Isaacs, unlike Pine, has the gravitas needed to make a credible captain. Lorca will be a force to be reckoned with. Martin – Green has the chops to compete at his level. It will be very interesting to see their relationship unfold. Discovery is so exciting and involving!

As for the podcast…it’s a pleasure to hear the various perspectives. It’s remindfull to me of how every TOS syndication ep was dissected and discussed in my high school cafeteria the day after they aired. Love it!

I think this discussion hits all the right notes for what I like in a show like this. It’s a tough nut to crack, particularly for star trek, because it requires not only an extensive knowledge of treks history but also a sense of openmindedness and an ability to engage with the material thematically. I particularly appreciate that you talk about character, tone, and the “trekiness” of it without descending into pedantics about what red alert klaxon is right for the era or other such nonsense. As always, you’re both very pleasant people. Anyways, I don’t have much else to say, but I thought it was interesting and enjoyable and I will keep listening.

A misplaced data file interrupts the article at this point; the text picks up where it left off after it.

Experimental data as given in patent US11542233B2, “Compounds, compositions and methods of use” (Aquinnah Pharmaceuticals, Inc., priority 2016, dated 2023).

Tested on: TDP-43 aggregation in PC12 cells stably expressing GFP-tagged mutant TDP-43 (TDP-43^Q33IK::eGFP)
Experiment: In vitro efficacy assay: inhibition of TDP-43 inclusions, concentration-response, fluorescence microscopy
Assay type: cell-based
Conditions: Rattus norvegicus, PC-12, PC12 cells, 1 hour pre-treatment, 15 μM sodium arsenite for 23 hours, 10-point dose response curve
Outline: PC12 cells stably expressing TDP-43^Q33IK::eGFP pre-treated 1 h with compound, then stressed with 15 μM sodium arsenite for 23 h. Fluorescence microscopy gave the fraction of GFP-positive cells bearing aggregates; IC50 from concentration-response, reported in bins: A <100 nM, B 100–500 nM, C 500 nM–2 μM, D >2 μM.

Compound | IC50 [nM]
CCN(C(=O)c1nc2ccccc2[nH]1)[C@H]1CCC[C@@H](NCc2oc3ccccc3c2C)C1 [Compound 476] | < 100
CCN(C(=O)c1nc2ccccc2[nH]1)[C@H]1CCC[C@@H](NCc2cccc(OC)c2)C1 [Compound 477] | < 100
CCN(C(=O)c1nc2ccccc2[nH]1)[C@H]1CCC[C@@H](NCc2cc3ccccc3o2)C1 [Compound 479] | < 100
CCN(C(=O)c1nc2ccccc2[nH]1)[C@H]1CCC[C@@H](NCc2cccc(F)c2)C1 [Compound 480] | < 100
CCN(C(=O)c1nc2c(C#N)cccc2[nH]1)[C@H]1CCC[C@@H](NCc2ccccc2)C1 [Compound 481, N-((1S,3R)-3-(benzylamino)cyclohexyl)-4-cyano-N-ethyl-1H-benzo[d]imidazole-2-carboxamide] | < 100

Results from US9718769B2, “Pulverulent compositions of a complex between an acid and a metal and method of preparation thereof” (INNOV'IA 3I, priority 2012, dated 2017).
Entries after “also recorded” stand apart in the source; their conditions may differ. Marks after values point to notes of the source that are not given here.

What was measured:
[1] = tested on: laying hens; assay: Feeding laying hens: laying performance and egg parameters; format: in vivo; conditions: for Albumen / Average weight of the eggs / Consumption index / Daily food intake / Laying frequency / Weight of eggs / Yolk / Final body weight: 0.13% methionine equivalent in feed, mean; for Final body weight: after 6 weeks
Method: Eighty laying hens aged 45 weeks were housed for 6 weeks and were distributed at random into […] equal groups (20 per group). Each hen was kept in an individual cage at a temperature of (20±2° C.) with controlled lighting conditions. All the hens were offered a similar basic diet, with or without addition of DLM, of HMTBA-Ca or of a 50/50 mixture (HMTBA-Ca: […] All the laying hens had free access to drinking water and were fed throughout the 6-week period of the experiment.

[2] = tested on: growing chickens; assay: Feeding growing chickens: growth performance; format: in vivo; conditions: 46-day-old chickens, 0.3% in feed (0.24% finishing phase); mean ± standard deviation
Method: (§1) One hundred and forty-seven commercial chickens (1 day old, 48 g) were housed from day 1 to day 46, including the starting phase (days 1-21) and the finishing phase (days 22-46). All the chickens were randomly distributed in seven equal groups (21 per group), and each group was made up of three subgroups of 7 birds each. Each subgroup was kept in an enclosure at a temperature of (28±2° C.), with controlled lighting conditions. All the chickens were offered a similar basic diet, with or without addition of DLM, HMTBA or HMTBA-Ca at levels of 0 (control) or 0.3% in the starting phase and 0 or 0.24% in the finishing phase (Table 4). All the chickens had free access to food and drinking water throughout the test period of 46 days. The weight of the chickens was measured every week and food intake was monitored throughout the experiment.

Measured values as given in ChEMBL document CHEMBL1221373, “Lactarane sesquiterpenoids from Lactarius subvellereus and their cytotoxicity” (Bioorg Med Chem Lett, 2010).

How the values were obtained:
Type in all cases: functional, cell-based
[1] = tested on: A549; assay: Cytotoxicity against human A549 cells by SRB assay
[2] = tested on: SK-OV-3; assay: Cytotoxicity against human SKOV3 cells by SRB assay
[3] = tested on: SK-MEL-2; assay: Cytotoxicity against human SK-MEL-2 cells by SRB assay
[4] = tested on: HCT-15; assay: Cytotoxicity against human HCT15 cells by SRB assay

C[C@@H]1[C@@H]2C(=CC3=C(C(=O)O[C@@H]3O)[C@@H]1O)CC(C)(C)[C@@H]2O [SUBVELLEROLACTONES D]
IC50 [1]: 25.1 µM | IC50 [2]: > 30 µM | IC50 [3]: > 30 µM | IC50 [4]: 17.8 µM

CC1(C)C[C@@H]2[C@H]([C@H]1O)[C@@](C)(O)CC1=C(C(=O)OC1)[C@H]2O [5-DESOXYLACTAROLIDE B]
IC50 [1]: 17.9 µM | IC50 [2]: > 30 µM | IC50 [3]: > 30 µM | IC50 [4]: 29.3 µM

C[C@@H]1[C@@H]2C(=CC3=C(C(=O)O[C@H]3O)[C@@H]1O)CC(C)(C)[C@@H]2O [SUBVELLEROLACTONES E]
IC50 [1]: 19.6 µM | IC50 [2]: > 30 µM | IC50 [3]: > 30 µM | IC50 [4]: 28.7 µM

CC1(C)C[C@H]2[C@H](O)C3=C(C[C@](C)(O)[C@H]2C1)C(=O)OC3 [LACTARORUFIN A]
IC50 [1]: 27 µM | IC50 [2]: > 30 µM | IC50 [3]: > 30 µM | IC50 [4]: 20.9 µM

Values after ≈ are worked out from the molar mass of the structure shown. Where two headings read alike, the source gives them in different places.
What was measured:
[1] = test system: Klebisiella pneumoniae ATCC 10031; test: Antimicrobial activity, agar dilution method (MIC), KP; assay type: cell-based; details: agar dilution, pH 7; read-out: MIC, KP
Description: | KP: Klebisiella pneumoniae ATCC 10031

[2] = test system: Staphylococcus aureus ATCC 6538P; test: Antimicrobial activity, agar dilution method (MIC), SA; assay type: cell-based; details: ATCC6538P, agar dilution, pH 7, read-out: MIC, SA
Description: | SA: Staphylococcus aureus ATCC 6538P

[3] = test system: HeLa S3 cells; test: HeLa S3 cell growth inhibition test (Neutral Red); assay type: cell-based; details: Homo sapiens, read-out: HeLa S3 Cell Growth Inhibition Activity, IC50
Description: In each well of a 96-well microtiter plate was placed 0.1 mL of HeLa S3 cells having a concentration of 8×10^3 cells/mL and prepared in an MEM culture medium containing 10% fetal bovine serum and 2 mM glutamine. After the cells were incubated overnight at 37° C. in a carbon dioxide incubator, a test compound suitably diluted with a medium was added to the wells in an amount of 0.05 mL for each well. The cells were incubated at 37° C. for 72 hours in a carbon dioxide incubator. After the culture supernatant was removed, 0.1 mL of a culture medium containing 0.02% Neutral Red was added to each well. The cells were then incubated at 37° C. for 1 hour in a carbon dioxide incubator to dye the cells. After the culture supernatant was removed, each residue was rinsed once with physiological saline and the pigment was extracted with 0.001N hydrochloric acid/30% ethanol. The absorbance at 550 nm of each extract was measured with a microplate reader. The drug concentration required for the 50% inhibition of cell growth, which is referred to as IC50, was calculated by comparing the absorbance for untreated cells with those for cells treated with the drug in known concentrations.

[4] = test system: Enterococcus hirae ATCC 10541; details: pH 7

I vote for the podcast’s name to be changed to Shuttle Pod Disco 1!

Why can’t the spore drive/gate work? Maybe it does. How do we know this isn’t how the iconian gateway works. Maybe it does work and in the end its proved to be so dangerous that the technology is buried. I think you aren’t giving the writers enough credit and you’re going to the obvious reason why we don’t see starfleet using the technology in the future. There could be an interesting one. As for canon breaking propulsion what about the Xindi ships in Enterprise?